The sequel was once again filmed in 3D, but even only a year after the original film’s release, the public’s enthusiasm for the gimmick was starting to wane. Making things worse, the once highly-skilled projectionists that were needed to screen 3D films effectively were getting bored and lazy, so the film was often shown out of synch, leading to endless audience complaints.

As a sidenote, I always found it interesting that over half-a-century before the documentary Black Fish, Revenge of the Creature, if inadvertently, illustrated the kind of treatment that can be expected by intelligent marine mammals who are torn away from their natural environments and dropped into the featureless pools of places like SeaWorld. But that’s just me.

Despite audience annoyance at sloppy projectionists, Revenge still earned enough to warrant a second sequel, so in 1956 the Gill Man returned in his third and final film, The Creature Walks Among Us. The film was directed by the mostly untested John Sherwood, who would later direct The Monolith Monsters from an unused Arnold script. Jeff Morrow, Rex Reason and Leigh Snowden took over the three principle human roles. Although, it could be argued the primary influence here is Frankenstein, it’s nevertheless the point at which the franchise really comes into its own, shows its hand at last, and reveals itself to be the most socially and psychologically complex of all the Universal horror franchises. It’s also when things get deeply strange and tragic.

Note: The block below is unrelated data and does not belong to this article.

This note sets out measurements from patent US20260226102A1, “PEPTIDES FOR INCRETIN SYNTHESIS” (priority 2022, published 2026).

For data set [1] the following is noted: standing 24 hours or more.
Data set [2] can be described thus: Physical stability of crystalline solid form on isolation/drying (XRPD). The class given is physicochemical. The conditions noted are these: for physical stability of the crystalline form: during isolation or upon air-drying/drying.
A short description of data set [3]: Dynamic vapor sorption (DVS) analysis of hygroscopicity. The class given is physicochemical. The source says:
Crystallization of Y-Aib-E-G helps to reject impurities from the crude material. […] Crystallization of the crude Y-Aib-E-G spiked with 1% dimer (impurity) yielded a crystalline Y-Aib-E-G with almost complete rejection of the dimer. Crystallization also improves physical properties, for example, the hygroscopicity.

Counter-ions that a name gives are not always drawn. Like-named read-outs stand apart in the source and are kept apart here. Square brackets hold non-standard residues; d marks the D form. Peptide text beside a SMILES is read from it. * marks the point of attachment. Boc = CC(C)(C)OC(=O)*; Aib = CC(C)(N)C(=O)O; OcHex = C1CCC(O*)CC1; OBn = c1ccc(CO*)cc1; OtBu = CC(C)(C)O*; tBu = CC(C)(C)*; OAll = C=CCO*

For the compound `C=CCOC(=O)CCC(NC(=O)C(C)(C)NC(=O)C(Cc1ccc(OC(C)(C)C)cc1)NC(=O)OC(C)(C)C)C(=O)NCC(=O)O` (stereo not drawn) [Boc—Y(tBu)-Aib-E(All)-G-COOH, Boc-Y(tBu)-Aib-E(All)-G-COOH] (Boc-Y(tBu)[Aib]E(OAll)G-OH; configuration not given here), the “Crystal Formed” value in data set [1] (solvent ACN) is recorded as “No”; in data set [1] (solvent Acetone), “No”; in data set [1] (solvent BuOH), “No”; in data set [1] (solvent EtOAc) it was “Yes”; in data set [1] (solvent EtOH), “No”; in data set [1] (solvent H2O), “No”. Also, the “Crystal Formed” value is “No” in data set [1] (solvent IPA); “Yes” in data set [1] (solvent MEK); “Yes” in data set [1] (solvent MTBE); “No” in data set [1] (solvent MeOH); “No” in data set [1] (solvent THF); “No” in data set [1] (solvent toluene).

What was true for the original King Kong, Frankenstein, and The Wolf Man, also proved crucial for the entire Black Lagoon franchise: the trick to understanding the films is to watch the story play out from the monster’s perspective. Despite all the standard crowd-pleasing horror trappings (the scaly claw reaching for the bare ankle, etc.), the idea of a sympathetic misunderstood monster was set-up quite intentionally by screenwriter Arthur Ross, who had a major hand in both the original and Walks Among Us.

Okay, so you’re the Gill Man, right? Just swimming around the lagoon not bothering much of anyone save for the occasional villager (but by now they’ve come to expect it, so it’s okay). Then one day along comes a big, loud boat puttering into the lagoon, spewing oil in the water and making a terrible racket. Worse, onboard are a bunch of outsiders and stupid tourists. And what do they do? Throw their cigarette butts in the lagoon, dump chemicals in the water, and just make a damn mess of your home.

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Then they have the gall to jump in the water themselves just to gawk at you while you’re trying to go about your business. Of course, you’re gonna’ get pissed, right? But when you try and let them know they’re being huge pains in the ass and making a mess, what do they do? Being representatives of Western Civilization, they shoot at you, set you on fire, then go away, leaving you to clean up after them.